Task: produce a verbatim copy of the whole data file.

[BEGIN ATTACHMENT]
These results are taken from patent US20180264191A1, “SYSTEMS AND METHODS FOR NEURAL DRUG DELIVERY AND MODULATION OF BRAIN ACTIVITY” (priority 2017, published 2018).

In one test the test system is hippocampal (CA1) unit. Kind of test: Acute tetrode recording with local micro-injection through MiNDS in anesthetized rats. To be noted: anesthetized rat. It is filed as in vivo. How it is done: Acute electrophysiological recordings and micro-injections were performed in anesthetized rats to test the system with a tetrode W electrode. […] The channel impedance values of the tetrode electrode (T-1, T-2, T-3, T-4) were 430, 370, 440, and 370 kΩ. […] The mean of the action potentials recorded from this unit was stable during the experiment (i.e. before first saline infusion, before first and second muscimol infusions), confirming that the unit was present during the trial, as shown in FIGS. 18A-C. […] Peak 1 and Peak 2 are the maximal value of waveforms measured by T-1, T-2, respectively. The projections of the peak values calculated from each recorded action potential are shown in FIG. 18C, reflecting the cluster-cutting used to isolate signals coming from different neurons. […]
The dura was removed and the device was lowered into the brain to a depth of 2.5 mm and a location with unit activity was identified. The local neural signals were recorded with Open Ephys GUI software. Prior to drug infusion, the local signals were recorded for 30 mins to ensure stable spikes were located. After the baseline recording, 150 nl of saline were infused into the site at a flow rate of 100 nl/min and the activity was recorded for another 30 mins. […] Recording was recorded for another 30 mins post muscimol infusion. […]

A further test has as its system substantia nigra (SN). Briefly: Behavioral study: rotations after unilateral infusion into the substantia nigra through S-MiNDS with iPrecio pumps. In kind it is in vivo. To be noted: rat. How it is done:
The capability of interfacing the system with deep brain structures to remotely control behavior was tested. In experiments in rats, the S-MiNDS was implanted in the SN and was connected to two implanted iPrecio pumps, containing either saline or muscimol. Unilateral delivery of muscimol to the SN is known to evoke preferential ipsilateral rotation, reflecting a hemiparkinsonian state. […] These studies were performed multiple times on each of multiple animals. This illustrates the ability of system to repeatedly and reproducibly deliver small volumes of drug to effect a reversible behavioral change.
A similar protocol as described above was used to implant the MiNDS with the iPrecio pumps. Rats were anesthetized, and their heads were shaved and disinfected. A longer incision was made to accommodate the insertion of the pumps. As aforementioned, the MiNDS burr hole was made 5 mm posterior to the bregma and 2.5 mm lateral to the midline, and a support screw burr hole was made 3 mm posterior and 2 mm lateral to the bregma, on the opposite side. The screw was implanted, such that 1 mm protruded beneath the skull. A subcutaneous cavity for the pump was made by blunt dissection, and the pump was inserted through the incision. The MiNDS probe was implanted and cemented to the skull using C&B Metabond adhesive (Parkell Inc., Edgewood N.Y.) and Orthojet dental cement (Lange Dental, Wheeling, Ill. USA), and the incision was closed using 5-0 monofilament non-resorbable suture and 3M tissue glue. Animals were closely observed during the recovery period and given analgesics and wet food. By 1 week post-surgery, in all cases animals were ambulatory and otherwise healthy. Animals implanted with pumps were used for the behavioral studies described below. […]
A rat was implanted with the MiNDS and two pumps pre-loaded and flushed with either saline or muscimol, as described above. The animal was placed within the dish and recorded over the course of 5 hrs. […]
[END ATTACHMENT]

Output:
These results are taken from patent US20180264191A1, “SYSTEMS AND METHODS FOR NEURAL DRUG DELIVERY AND MODULATION OF BRAIN ACTIVITY” (priority 2017, published 2018).

In one test the test system is hippocampal (CA1) unit. Kind of test: Acute tetrode recording with local micro-injection through MiNDS in anesthetized rats. To be noted: anesthetized rat. It is filed as in vivo. How it is done: Acute electrophysiological recordings and micro-injections were performed in anesthetized rats to test the system with a tetrode W electrode. […] The channel impedance values of the tetrode electrode (T-1, T-2, T-3, T-4) were 430, 370, 440, and 370 kΩ. […] The mean of the action potentials recorded from this unit was stable during the experiment (i.e. before first saline infusion, before first and second muscimol infusions), confirming that the unit was present during the trial, as shown in FIGS. 18A-C. […] Peak 1 and Peak 2 are the maximal value of waveforms measured by T-1, T-2, respectively. The projections of the peak values calculated from each recorded action potential are shown in FIG. 18C, reflecting the cluster-cutting used to isolate signals coming from different neurons. […]
The dura was removed and the device was lowered into the brain to a depth of 2.5 mm and a location with unit activity was identified. The local neural signals were recorded with Open Ephys GUI software. Prior to drug infusion, the local signals were recorded for 30 mins to ensure stable spikes were located. After the baseline recording, 150 nl of saline were infused into the site at a flow rate of 100 nl/min and the activity was recorded for another 30 mins. […] Recording was recorded for another 30 mins post muscimol infusion. […]

A further test has as its system substantia nigra (SN). Briefly: Behavioral study: rotations after unilateral infusion into the substantia nigra through S-MiNDS with iPrecio pumps. In kind it is in vivo. To be noted: rat. How it is done:
The capability of interfacing the system with deep brain structures to remotely control behavior was tested. In experiments in rats, the S-MiNDS was implanted in the SN and was connected to two implanted iPrecio pumps, containing either saline or muscimol. Unilateral delivery of muscimol to the SN is known to evoke preferential ipsilateral rotation, reflecting a hemiparkinsonian state. […] These studies were performed multiple times on each of multiple animals. This illustrates the ability of system to repeatedly and reproducibly deliver small volumes of drug to effect a reversible behavioral change.
A similar protocol as described above was used to implant the MiNDS with the iPrecio pumps. Rats were anesthetized, and their heads were shaved and disinfected. A longer incision was made to accommodate the insertion of the pumps. As aforementioned, the MiNDS burr hole was made 5 mm posterior to the bregma and 2.5 mm lateral to the midline, and a support screw burr hole was made 3 mm posterior and 2 mm lateral to the bregma, on the opposite side. The screw was implanted, such that 1 mm protruded beneath the skull. A subcutaneous cavity for the pump was made by blunt dissection, and the pump was inserted through the incision. The MiNDS probe was implanted and cemented to the skull using C&B Metabond adhesive (Parkell Inc., Edgewood N.Y.) and Orthojet dental cement (Lange Dental, Wheeling, Ill. USA), and the incision was closed using 5-0 monofilament non-resorbable suture and 3M tissue glue. Animals were closely observed during the recovery period and given analgesics and wet food. By 1 week post-surgery, in all cases animals were ambulatory and otherwise healthy. Animals implanted with pumps were used for the behavioral studies described below. […]
A rat was implanted with the MiNDS and two pumps pre-loaded and flushed with either saline or muscimol, as described above. The animal was placed within the dish and recorded over the course of 5 hrs. […]